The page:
Jim Ridenour, in a separate interview, said: “The day they let Jim (Holgersson) go, they should have had a plan of what to do to replace him.”
Six months later, what is the plan?
“We’re looking at putting together a search,” Brandvold said.
“I would say shortly,” he said.
From the start, Brandvold said, he has advocated a broad search for Holgersson’s replacement.
Why didn’t the search begin six months ago?
“I didn’t want the search hanging over Joe while he was trying to prove himself,” Brandvold said.
So ... has he?
Some council members are Lopez fans.
“Personally, I feel Joe has done an absolutely fantastic job,” Kenoyer said. Doug Ridenour called Lopez’s performance “remarkable,” and Councilman Mani Grewal, “tremendous.”
We should have been doing it by yesterday. We can’t wait till it’s perfectly safe.
Kristi Ah You, Modesto council
Ah You said, “I just want to make sure we look outside of ourselves to see who is the best candidate. If it ends up being Joe, so be it. But we need to look, and we should have been doing it by yesterday. We can’t wait till it’s perfectly safe.”
Brandvold acknowledged it may have been a mistake to delay. With the holiday season around the corner and a head-hunting firm not yet hired, the mayor has little hope that a search can conclude before year’s end. It’s possible Modesto will go an entire year, plus or minus, without a leader.
“Right or wrong, this is the point we are at,” Brandvold said.
Political divisiveness can repel top candidates, warned Whiteside, who also served in Gov. Pete Wilson’s administration in Sacramento.
“It’s hard for a chief administrator to be successful if the governing body is not acting in concert,” she said. “If they’re hired on a split vote, it makes their tenure even scarier. They all pay attention to that” before applying, she said.
Sabatino said, “Who’d want the job? I wouldn’t want to work for them.”
Said Marsh, “Maybe they’ll luck out and find a rising star willing to spend four or five years here. But the odds are pretty slim.”
Britton, who remains in Modesto, suggested searching long and hard for that rising star.
Do you go for a team that loses all their games? Yeah, if you view yourself as a turnaround agent, somebody on the make, someone who is going to make a name for themself.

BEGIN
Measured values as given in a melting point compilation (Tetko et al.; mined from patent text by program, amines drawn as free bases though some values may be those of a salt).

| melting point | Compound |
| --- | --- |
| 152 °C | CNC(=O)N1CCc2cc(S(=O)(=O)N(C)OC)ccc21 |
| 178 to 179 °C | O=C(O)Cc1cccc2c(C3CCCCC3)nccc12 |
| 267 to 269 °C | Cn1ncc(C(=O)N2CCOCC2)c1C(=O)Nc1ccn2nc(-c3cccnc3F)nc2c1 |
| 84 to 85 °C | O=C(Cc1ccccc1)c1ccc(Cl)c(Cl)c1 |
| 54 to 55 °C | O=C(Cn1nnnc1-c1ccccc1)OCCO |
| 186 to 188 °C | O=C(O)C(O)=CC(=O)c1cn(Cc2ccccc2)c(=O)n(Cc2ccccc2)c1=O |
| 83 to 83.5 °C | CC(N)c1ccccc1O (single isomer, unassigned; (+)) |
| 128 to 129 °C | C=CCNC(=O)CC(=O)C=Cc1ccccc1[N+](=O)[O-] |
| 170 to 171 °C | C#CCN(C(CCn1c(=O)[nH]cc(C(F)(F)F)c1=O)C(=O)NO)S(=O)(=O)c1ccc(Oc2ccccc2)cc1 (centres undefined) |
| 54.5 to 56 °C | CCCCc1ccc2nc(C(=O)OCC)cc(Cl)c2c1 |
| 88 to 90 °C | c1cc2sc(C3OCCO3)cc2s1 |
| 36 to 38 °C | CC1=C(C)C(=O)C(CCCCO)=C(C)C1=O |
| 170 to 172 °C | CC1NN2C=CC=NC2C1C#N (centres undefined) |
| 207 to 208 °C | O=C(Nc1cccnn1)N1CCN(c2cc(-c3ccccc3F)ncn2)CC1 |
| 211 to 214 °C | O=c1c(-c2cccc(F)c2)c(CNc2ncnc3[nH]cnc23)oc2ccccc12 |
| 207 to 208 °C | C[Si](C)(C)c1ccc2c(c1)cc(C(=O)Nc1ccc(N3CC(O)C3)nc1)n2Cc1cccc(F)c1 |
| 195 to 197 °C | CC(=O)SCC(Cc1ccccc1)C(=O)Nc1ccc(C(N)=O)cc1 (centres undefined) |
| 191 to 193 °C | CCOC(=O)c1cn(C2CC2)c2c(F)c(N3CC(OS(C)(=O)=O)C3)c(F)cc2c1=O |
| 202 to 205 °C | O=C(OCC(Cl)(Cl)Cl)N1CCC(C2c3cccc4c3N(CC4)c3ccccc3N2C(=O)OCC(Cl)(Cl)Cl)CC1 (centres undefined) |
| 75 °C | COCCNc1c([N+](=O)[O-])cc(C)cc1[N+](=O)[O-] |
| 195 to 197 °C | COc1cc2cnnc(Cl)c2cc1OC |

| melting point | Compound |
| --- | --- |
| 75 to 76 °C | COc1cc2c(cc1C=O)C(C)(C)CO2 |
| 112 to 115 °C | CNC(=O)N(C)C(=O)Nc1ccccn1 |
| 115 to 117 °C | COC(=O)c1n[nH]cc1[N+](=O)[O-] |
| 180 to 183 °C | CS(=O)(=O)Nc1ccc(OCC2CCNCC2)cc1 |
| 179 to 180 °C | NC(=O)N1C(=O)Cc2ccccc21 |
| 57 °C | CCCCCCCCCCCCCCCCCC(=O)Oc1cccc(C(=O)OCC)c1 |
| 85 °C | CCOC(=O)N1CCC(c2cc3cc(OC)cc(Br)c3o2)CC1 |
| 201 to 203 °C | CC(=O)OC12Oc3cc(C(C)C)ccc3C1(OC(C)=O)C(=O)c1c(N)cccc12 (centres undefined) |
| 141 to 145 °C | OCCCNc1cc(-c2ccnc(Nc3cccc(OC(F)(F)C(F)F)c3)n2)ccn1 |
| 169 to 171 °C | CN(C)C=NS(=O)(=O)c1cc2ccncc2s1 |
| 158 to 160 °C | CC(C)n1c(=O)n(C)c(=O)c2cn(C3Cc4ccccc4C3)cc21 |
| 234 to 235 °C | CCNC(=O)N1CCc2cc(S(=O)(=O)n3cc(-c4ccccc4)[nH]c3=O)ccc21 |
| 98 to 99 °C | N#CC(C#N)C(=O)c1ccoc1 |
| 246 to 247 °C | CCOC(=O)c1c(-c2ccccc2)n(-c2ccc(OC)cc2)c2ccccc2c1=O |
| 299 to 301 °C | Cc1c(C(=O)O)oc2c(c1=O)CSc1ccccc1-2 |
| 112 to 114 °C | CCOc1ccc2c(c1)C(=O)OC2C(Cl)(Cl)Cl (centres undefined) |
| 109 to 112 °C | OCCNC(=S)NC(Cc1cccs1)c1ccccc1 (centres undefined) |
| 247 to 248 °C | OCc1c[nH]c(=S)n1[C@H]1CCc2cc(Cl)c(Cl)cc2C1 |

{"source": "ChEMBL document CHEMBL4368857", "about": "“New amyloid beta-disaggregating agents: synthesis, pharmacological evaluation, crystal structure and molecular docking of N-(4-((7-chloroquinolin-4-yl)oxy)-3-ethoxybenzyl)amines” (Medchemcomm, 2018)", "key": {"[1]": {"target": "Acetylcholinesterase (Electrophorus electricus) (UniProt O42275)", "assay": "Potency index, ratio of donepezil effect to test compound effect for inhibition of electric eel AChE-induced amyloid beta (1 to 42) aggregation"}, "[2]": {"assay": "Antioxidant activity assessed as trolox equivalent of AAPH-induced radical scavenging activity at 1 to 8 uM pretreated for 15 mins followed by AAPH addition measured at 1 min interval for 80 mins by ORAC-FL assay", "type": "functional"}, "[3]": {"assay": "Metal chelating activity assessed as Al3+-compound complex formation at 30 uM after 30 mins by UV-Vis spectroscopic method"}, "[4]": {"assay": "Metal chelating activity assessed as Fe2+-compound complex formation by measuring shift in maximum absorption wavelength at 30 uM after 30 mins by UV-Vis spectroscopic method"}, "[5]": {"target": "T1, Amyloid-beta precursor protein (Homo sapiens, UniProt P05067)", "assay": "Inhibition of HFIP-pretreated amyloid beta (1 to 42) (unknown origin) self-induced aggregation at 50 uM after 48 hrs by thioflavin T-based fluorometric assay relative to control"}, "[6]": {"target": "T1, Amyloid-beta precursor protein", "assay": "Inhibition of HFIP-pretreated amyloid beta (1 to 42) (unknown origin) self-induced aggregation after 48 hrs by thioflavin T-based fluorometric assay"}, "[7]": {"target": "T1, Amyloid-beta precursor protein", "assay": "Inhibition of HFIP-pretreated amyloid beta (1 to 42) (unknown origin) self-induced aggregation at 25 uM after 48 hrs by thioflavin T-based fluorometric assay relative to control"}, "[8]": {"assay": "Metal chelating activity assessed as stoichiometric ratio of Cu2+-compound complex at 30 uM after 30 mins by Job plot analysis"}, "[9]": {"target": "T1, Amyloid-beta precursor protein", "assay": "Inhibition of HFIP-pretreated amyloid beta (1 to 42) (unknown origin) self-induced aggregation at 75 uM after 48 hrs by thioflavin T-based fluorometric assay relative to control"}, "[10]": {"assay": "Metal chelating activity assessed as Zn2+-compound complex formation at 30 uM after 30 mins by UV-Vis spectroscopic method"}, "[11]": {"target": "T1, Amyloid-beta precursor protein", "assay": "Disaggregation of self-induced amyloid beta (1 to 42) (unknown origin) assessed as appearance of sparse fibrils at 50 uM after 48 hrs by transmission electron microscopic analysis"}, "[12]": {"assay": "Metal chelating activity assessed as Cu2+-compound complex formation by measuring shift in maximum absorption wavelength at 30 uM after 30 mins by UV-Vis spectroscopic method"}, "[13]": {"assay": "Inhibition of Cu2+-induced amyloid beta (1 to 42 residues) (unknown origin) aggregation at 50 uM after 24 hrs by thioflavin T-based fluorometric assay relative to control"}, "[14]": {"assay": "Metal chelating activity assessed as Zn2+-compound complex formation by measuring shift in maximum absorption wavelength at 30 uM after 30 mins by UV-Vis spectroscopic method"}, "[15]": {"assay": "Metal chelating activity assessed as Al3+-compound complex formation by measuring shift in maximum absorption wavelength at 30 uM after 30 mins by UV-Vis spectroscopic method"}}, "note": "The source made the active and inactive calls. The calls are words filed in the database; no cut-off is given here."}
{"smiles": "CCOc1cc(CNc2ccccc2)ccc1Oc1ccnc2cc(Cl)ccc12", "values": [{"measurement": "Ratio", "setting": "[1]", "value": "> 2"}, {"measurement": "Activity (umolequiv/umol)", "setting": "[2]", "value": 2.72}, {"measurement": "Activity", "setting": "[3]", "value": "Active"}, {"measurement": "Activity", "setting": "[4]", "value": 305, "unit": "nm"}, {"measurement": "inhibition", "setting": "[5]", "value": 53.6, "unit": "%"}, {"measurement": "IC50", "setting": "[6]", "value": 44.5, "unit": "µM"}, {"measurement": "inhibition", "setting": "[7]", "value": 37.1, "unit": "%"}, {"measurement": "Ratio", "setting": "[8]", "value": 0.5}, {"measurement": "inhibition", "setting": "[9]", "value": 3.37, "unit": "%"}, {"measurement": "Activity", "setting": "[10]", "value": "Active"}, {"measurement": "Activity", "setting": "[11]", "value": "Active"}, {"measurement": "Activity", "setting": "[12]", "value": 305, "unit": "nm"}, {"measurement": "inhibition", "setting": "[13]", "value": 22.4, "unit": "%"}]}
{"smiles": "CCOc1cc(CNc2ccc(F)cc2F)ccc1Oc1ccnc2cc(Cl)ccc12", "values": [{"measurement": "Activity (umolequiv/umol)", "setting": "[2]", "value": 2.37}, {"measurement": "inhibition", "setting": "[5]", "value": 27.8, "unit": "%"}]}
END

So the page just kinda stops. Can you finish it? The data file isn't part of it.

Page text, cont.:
George Britton, former city manager, Modesto
“Do you go for a team that loses all their games? Yeah, if you view yourself as a turnaround agent, somebody on the make, someone who is going to make a name for themself,” Britton said.
“There are personalities out there who are willing to take on an organization where there might not be unanimity or even the majority you’re hoping for. But it’s harder to find those people,” he added.
Meanwhile, to the south, Turlock turmoil prompts former Mayor Brad Bates to use “meltdown” and “dysfunction” in describing the atmosphere at City Hall. From the audience in the past two council meetings, Bates asked for updates on the city manager search, and both times came away with no answer.
He and others also asked about City Attorney Phaedra Norton, who filled in as acting city manager when Hampton was on a four-week medical leave, and who now is out on leave herself, forcing Turlock to pay another firm for legal advice. Soiseth cited confidentiality as a reason for the council’s silence; he refused to say whether she was a candidate for the city manager job.
I’m not certain what’s going on at City Hall, and it makes me nervous.
Amy Bublak, Turlock councilwoman
Tension filled a Sept. 26 Turlock meeting when Councilwoman Amy Bublak demanded that a special meeting be scheduled to discuss problems with the positions of city manager, city attorney and finance director. “We need to talk about it. It’s critical,” she said.
Soiseth called such talk “extremely inappropriate” and shut it down, saying unnamed officials are expected to return from leave.
On Tuesday, the Turlock council emerged from behind closed doors to announce a relaunch of the city manager search, “in order to attract even more applicants.” The council will further discuss “the new recruitment process” on Nov. 14, again in closed session.
Modesto will do likewise in a few weeks, Brandvold said.
Garth Stapley: 209-578-2390